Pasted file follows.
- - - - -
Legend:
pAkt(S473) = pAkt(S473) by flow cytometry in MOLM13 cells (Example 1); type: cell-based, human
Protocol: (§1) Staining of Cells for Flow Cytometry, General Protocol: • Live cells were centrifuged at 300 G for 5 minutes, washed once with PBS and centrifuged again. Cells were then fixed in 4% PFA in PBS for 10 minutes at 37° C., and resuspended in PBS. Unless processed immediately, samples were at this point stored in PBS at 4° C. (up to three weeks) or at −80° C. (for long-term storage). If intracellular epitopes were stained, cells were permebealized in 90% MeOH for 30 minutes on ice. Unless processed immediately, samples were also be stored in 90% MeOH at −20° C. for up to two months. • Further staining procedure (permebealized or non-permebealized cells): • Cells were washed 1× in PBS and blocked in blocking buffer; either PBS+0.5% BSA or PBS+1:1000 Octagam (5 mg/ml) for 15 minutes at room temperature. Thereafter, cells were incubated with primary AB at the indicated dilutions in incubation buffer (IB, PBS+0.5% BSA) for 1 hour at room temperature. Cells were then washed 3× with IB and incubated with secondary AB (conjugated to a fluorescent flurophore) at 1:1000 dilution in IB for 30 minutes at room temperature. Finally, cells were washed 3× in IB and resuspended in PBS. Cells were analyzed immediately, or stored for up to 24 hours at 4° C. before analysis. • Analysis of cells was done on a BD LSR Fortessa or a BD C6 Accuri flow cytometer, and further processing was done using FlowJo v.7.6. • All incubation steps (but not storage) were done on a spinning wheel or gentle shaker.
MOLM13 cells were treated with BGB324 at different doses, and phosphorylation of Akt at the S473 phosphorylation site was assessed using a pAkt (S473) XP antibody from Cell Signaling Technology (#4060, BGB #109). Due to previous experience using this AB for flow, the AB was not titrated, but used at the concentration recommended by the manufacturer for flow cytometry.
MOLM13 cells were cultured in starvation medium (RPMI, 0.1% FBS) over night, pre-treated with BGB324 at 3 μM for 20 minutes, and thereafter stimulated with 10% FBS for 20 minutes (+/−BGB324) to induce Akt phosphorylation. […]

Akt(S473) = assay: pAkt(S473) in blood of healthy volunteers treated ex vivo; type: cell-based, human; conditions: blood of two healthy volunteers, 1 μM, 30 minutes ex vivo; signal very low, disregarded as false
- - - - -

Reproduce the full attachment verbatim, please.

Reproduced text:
Legend:
pAkt(S473) = pAkt(S473) by flow cytometry in MOLM13 cells (Example 1); type: cell-based, human
Protocol: (§1) Staining of Cells for Flow Cytometry, General Protocol: • Live cells were centrifuged at 300 G for 5 minutes, washed once with PBS and centrifuged again. Cells were then fixed in 4% PFA in PBS for 10 minutes at 37° C., and resuspended in PBS. Unless processed immediately, samples were at this point stored in PBS at 4° C. (up to three weeks) or at −80° C. (for long-term storage). If intracellular epitopes were stained, cells were permebealized in 90% MeOH for 30 minutes on ice. Unless processed immediately, samples were also be stored in 90% MeOH at −20° C. for up to two months. • Further staining procedure (permebealized or non-permebealized cells): • Cells were washed 1× in PBS and blocked in blocking buffer; either PBS+0.5% BSA or PBS+1:1000 Octagam (5 mg/ml) for 15 minutes at room temperature. Thereafter, cells were incubated with primary AB at the indicated dilutions in incubation buffer (IB, PBS+0.5% BSA) for 1 hour at room temperature. Cells were then washed 3× with IB and incubated with secondary AB (conjugated to a fluorescent flurophore) at 1:1000 dilution in IB for 30 minutes at room temperature. Finally, cells were washed 3× in IB and resuspended in PBS. Cells were analyzed immediately, or stored for up to 24 hours at 4° C. before analysis. • Analysis of cells was done on a BD LSR Fortessa or a BD C6 Accuri flow cytometer, and further processing was done using FlowJo v.7.6. • All incubation steps (but not storage) were done on a spinning wheel or gentle shaker.
MOLM13 cells were treated with BGB324 at different doses, and phosphorylation of Akt at the S473 phosphorylation site was assessed using a pAkt (S473) XP antibody from Cell Signaling Technology (#4060, BGB #109). Due to previous experience using this AB for flow, the AB was not titrated, but used at the concentration recommended by the manufacturer for flow cytometry.
MOLM13 cells were cultured in starvation medium (RPMI, 0.1% FBS) over night, pre-treated with BGB324 at 3 μM for 20 minutes, and thereafter stimulated with 10% FBS for 20 minutes (+/−BGB324) to induce Akt phosphorylation. […]

Akt(S473) = assay: pAkt(S473) in blood of healthy volunteers treated ex vivo; type: cell-based, human; conditions: blood of two healthy volunteers, 1 μM, 30 minutes ex vivo; signal very low, disregarded as false